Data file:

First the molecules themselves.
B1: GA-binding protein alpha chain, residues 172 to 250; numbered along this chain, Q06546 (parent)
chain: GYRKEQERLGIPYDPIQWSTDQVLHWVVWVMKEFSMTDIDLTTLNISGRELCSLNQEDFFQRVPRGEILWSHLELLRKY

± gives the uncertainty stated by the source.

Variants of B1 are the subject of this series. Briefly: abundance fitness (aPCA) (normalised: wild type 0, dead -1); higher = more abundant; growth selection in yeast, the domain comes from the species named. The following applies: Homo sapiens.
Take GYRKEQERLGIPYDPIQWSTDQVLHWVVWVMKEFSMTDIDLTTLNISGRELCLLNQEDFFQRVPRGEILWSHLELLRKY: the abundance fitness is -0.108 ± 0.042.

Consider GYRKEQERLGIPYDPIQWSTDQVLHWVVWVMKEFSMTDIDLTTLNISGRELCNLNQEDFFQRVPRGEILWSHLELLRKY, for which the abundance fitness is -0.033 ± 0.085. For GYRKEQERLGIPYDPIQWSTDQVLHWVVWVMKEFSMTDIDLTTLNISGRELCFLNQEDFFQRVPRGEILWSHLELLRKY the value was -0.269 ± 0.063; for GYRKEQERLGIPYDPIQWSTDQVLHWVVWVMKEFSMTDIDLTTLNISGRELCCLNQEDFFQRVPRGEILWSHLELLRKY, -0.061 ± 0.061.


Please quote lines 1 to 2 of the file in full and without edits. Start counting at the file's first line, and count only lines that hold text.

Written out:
First the molecules themselves.
B1: GA-binding protein alpha chain, residues 172 to 250; numbered along this chain, Q06546 (parent)